New materials for any job
November 26, 2014
By Heitor Shimizu, in Berkeley
Agência FAPESP – When American artist Jackson Pollock (1912-1956) popularized the technique of painting by dripping or hurling paint onto canvases, little could he imagine that decades later his art principle would become the focus of research in several laboratories and have important industrial applications in a variety of fields.
Understanding the behavior of particulate systems – paint droplets are one example – and controlling their dynamic are objectives of the center directed by Tarek Zohdi, full professor of Mechanical Engineering and chair of the Computational Science and Engineering Program at the University of California, Berkeley (UCB).
In a lecture given November 18, 2014, during FAPESP Week California at UCB, Zohdi talked about the challenges of research on particulate systems in the presence of strong electromagnetic fields.
The research involves several fields, from engineering, microelectronics, biology and mathematics. There are countless applications, from flux control of particles on an electronic screen, to the development of inkjet application processes (such as that found in printers or electrostatic paint machines), to applications of particles inside cells in drug therapies.
“My research group at UCB is investigating modeling and simulation of manufacturing processes on particulate materials. An example of this are sprays, currently big in Silicon Valley, on which we are researching the application of tiny particles on a surface, which can be done with enough pressure to cut these surfaces or at least form layers of material on the surface,” Zohdi said.
One application of this technology that is starting to become popular is in 3D printers that operate from depositing synthetic material particles on top of each other to form volumes.
Zohdi explains that in manufacturing processes, particles can be applied by deposition, by impression or by spraying. The manner, that is, the technology of how the application is done, influences the result of the process and involves several factors. Spray-painting an automobile for example involves different challenges than painting a boat, which is in constant contact with water, subjecting the paint particles to different forces.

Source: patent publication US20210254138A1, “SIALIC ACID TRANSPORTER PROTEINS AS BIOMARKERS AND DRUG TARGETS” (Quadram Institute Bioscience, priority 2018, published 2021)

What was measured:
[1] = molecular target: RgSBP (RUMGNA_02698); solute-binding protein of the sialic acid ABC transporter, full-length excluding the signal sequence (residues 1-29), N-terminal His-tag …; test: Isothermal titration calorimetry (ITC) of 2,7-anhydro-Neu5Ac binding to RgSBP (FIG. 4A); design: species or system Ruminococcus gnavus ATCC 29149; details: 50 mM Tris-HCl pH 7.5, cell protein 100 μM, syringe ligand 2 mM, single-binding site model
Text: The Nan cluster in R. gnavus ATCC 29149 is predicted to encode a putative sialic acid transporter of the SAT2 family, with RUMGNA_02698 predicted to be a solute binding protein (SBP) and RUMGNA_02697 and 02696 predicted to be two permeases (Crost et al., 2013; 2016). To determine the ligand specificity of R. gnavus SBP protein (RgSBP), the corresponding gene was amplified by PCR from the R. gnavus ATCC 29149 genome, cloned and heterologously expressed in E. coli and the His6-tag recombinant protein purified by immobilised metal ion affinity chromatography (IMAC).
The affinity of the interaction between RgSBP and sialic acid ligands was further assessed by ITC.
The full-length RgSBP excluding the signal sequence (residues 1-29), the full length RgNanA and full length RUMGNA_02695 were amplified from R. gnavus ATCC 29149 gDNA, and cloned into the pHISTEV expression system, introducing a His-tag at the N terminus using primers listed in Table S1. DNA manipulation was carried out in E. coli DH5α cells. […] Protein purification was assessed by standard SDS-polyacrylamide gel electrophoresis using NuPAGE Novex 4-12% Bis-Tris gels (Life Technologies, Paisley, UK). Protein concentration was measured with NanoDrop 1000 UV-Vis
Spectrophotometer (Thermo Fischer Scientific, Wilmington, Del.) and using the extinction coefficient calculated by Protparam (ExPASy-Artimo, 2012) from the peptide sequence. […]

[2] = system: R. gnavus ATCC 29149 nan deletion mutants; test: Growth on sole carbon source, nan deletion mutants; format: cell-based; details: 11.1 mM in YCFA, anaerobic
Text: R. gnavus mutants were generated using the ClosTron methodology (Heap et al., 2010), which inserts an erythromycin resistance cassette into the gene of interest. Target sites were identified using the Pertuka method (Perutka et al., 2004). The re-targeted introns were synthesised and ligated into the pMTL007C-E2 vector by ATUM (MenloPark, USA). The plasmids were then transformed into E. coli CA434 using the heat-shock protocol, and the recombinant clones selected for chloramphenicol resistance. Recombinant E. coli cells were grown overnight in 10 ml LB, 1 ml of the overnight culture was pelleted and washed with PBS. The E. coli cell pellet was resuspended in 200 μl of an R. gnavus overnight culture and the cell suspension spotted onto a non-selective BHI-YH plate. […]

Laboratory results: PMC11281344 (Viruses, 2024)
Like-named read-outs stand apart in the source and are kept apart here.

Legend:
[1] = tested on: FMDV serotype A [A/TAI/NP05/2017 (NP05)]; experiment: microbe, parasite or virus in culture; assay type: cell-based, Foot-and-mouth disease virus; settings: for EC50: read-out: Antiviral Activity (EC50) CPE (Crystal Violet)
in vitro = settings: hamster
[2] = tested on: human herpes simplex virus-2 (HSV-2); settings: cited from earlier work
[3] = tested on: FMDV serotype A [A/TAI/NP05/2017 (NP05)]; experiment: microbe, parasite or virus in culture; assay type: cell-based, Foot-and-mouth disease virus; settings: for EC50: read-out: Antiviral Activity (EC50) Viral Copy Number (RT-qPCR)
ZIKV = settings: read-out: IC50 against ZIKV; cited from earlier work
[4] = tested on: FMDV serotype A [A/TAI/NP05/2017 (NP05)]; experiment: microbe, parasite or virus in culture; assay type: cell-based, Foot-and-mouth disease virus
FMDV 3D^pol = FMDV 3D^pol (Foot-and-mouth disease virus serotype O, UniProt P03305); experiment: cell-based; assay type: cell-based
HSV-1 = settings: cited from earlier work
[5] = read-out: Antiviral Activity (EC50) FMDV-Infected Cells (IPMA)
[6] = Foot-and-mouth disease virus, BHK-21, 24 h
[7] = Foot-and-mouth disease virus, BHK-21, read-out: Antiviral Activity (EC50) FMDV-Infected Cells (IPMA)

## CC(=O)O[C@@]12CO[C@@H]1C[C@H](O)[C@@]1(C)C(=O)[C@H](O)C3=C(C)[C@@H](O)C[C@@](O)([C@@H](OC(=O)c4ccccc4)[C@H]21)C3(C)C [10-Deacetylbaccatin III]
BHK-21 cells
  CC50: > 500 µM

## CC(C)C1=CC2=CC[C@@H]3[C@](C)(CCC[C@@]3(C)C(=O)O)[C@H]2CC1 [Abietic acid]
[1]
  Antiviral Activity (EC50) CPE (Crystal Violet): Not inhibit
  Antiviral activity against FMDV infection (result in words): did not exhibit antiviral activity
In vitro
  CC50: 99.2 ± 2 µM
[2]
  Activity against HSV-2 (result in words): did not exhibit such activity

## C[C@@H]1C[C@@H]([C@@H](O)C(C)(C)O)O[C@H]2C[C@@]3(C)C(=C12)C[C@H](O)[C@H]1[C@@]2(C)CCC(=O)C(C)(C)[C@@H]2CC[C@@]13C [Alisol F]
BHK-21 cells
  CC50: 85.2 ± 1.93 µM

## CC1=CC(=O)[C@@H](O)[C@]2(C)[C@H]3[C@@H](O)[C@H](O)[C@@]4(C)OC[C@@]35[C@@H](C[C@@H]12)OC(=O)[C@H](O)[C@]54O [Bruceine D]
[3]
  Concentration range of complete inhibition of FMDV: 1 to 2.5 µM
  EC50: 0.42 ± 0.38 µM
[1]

Zohdi, organizer of FAPESP Week at UCB, has been working with Brazilian researchers for more than 10 years. The research exchange with Prof. Paulo de Mattos Pimenta, in the Department of Structural and Geotechnical Engineering at the Polytechnic School of the University of São Paulo (USP), led UCB and USP to sign an academic cooperation agreement in engineering in 2013. The agreement enables the exchange of undergraduate, graduate and post-graduate students, post-doctoral researchers and professors.
In his lecture during FAPESP Week California, Edgar Dutra Zanotto, full professor at the Federal University of São Carlos (UFSCar) talked about the Center for Research, Teaching and Innovation in Glass (CEPIV), which he runs.
Based at UFSCar, the CEPIV – one of FAPESP’s Research, Innovation and Dissemination Centers (RIDCs) – was established in 2013 and brings together 14 researchers and close to 50 students from UFSCar, the University of São Paulo (USP), São Paulo State University (Unesp) and from other institutions, along with experts in the fields of engineering, chemistry and physics of glass materials.
CEPIV’s principal objective is creating glass-ceramic materials with new functionalities. The researchers are investigating such things as developing new optical materials, materials for structural reinforcement in dentistry, and devices for storing energy.
“CEPIV is one of the largest academic groups in the world doing research on glass materials. Our proposal is to do basic research using structures and relationships between molecular structures, which involves areas such as structural design and crystallization, dynamics, functional characterization and optimization and their relationships to properties, be they mechanical, biological, electrical, optical or chemical,” Zanotto said.
“From the technology standpoint, we are investigating materials for such things as construction, dental materials, batteries, lasers and catalytic converters,” he said.
Zanotto explained that glass ceramics exist in nature. “They are glasses that partially crystallize, that contain crystals that somehow develop inside glasses,” he said.
In 1953, Stanley Stookey, then a young researcher at Corning Glass, in the U.S., discovered how to artificially produce the type of materials that are used today in dental implants, kitchen cook-tops and telescopes.
“Glass-ceramic materials are very important because they allow us to combine properties. For example, we can make a bioactive material that is much harder and resistant than glass, or we can make a transparent glass-ceramic with very high thermal conductivity, or high electrical conductivity and chemical stability,” Zanotto said.
“There are lots of research opportunities to explore in glass-ceramic materials, from the standpoint of basic research as well as application of the technology. The future is bright in this field and we are just getting started,” said Zanotto, who coordinated the FAPESP-funded thematic project, “Kinetic processes in glasses and glass ceramics“.
FAPESP Week California was held on two campuses of the University of California: November 17-18, 2014 in Berkeley and November 20-21 in Davis. The event was supported by the Brazil Institute of the Woodrow Wilson Institute for Scholars in Washington, DC.
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